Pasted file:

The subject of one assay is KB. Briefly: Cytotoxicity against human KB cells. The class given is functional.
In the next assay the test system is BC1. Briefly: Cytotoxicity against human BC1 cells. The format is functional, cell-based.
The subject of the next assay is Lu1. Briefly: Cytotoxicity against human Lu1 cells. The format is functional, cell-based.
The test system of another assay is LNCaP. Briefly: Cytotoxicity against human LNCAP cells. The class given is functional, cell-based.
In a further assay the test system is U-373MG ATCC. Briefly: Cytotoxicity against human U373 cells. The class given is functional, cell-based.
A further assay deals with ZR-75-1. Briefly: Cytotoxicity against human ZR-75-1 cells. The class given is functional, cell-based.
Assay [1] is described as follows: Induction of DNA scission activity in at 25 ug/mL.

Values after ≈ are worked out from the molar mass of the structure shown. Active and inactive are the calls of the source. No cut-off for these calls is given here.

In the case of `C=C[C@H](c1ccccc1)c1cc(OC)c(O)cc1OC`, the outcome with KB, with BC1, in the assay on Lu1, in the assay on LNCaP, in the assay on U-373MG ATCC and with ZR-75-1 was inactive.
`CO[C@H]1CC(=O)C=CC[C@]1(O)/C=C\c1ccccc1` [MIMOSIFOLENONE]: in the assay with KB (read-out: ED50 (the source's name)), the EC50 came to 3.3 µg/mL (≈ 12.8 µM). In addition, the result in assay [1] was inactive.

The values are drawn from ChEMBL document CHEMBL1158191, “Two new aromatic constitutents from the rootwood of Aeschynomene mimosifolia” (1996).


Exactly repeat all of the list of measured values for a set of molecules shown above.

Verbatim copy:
The subject of one assay is KB. Briefly: Cytotoxicity against human KB cells. The class given is functional.
In the next assay the test system is BC1. Briefly: Cytotoxicity against human BC1 cells. The format is functional, cell-based.
The subject of the next assay is Lu1. Briefly: Cytotoxicity against human Lu1 cells. The format is functional, cell-based.
The test system of another assay is LNCaP. Briefly: Cytotoxicity against human LNCAP cells. The class given is functional, cell-based.
In a further assay the test system is U-373MG ATCC. Briefly: Cytotoxicity against human U373 cells. The class given is functional, cell-based.
A further assay deals with ZR-75-1. Briefly: Cytotoxicity against human ZR-75-1 cells. The class given is functional, cell-based.
Assay [1] is described as follows: Induction of DNA scission activity in at 25 ug/mL.

Values after ≈ are worked out from the molar mass of the structure shown. Active and inactive are the calls of the source. No cut-off for these calls is given here.

In the case of `C=C[C@H](c1ccccc1)c1cc(OC)c(O)cc1OC`, the outcome with KB, with BC1, in the assay on Lu1, in the assay on LNCaP, in the assay on U-373MG ATCC and with ZR-75-1 was inactive.
`CO[C@H]1CC(=O)C=CC[C@]1(O)/C=C\c1ccccc1` [MIMOSIFOLENONE]: in the assay with KB (read-out: ED50 (the source's name)), the EC50 came to 3.3 µg/mL (≈ 12.8 µM). In addition, the result in assay [1] was inactive.

The values are drawn from ChEMBL document CHEMBL1158191, “Two new aromatic constitutents from the rootwood of Aeschynomene mimosifolia” (1996).